If you pay attention to any piece of news, you no doubt have heard SOMETHING about health insurance over the last few months. Coincidentally, in the midst of potential health care reform, it is open enrollment for many individuals covered under employer sponsored health plans. Because of this, I thought it would be a perfect time to do a breakdown and analysis of the options that may be available to you inside of your plan.
A majority of Americans (me included), have noticed an emergence of alternative health care options offered inside of their benefits packages over the past couple of years. While we understand that most of the time new, innovative products introduced into a market are usually a good thing for that market; we (the creatures of habit that we are) tend to resist change. Because of this, as open enrollment comes around each year, we have a tendency to default to whatever option we selected last year. Considering the complexity of the system (PPO…HMO…HRA…HSA…FSA…OAP…POS…and so on), this behavior is not entirely unwarranted.
Well I decided that this year, because of personal factors as well as the national attention the health care system is currently receiving, that I would break from the “herd” mentality and really understand the ins and outs of the options available to me. Once I started doing some research and really reading up on these alternative options, I began to realize some very exciting things.
In the show today, I want to focus on two of the more popular options available today: Health Reimbursement Accounts (HRA) and Health Savings Accounts (HSA).
An HRA is a Consumer Driven Health Plan option that offers a different approach for managing health care needs. It provides both an in-network and out-of-network benefit just like an Open Access Plan (formerly PPO), except for this plan allows your employer to fund the account each year with credits for FIRST dollar coverage for health care and pharmacy expenses. Unused dollars each year will roll over to the next plan year as long as you continue to participate in this option.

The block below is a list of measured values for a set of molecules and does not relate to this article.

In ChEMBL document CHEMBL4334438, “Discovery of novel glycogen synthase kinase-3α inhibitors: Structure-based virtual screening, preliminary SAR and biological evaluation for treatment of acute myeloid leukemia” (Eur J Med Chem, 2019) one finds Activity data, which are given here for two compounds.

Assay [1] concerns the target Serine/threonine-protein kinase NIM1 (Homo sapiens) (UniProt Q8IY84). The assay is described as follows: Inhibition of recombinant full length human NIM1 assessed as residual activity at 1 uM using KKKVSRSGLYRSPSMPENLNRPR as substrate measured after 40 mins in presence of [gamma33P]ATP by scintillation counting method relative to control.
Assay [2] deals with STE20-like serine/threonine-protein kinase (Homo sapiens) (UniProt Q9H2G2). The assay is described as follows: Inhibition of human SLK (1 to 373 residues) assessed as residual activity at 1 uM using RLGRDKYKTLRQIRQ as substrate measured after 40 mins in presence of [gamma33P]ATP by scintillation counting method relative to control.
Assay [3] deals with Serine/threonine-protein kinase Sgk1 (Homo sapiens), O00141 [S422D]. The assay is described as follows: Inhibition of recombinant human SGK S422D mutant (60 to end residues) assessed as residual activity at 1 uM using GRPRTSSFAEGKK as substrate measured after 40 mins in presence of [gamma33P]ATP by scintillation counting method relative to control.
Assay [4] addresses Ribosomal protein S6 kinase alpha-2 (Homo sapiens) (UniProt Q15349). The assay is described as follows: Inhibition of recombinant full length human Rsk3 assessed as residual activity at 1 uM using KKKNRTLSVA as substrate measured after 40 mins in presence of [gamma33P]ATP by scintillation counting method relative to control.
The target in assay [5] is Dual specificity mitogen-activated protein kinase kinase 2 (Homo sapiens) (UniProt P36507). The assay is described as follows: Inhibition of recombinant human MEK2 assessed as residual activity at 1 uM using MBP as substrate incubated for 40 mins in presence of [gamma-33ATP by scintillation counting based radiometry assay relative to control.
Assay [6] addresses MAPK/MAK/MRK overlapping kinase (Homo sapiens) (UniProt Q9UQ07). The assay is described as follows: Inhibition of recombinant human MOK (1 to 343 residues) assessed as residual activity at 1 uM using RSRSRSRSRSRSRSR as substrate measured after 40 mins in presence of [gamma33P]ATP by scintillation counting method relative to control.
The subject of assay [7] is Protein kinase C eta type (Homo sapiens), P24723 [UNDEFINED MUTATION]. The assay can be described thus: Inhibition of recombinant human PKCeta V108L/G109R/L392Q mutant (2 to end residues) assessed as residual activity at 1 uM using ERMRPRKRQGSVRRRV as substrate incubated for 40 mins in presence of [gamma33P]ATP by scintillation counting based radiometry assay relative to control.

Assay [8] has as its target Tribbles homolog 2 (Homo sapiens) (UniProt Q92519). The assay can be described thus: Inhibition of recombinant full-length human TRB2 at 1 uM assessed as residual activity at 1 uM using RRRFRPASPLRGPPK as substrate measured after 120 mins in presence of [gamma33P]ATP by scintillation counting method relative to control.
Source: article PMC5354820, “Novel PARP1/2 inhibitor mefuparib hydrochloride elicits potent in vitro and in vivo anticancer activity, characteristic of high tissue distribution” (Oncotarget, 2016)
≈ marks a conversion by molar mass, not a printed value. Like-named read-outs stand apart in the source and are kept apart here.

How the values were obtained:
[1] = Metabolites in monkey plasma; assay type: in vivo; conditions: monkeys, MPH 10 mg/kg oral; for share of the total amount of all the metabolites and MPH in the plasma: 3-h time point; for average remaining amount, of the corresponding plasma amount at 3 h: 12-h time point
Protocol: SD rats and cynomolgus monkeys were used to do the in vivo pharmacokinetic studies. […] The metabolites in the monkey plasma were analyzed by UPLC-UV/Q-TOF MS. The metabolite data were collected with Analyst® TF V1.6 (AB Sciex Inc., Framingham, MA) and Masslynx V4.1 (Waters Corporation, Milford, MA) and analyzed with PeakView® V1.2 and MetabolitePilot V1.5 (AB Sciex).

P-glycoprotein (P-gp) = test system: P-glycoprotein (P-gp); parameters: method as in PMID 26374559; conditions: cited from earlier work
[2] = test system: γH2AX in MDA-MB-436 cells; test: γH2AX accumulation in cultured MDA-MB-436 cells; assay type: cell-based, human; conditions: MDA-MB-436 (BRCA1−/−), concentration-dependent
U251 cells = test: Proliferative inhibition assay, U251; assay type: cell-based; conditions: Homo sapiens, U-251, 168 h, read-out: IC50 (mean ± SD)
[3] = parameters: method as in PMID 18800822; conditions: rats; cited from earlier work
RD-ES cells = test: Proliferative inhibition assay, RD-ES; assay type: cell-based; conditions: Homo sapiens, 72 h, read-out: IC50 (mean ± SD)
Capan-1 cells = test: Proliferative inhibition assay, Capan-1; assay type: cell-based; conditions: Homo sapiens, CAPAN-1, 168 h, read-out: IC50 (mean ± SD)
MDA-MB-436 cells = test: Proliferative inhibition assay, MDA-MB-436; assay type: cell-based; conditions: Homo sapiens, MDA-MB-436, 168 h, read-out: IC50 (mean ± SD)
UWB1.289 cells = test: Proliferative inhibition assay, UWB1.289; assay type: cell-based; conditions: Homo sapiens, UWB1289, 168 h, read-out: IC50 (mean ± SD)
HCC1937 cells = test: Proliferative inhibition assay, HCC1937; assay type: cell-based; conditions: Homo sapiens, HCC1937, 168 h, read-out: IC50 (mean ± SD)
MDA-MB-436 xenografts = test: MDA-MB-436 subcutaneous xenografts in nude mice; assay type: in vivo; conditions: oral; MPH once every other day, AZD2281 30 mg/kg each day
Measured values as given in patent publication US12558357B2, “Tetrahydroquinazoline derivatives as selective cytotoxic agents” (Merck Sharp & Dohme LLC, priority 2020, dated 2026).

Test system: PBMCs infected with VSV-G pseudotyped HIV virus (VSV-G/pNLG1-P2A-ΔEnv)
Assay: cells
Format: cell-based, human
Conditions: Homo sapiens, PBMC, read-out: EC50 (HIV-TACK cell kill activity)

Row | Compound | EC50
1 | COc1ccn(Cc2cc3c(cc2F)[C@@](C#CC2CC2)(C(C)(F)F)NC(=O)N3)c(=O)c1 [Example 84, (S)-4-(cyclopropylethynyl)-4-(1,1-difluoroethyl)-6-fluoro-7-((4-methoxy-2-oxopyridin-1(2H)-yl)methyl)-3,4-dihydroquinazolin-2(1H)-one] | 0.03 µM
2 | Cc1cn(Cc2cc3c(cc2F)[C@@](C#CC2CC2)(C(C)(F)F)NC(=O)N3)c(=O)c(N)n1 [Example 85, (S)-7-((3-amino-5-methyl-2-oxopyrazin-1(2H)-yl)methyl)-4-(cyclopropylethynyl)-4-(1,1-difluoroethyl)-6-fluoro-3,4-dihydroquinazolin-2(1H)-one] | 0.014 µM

An HSA is like a personal savings account with investment options for health care, except that it is all TAX FREE! You have the ability to open an HSA at a bank or individual HSA administrator. HSA dollars can be used for eligible health care expenses even if you no longer participate in the original High Deductible Plan. Unlike an HRA, you are responsible for making contributions to an HSA, however, these contribution are an above-the-line deduction on your tax return (they decrease your taxable income dollar for dollar).
As you listen to the show, I will walk through the specifics of these plans to help you decide what type of plan may make the most sense for you and your family. I also share some tips on how to get the most bang for your buck from the insurance company by taking advantage of offers such as Walmart’s $4 prescription program. My hope is that, after listening to this show, you will feel equipped and empowered to go research your plan options and select the one that best helps you get your financial house in order. If you find something you feel worthy of noting, feel free to leave a comment and share with everyone!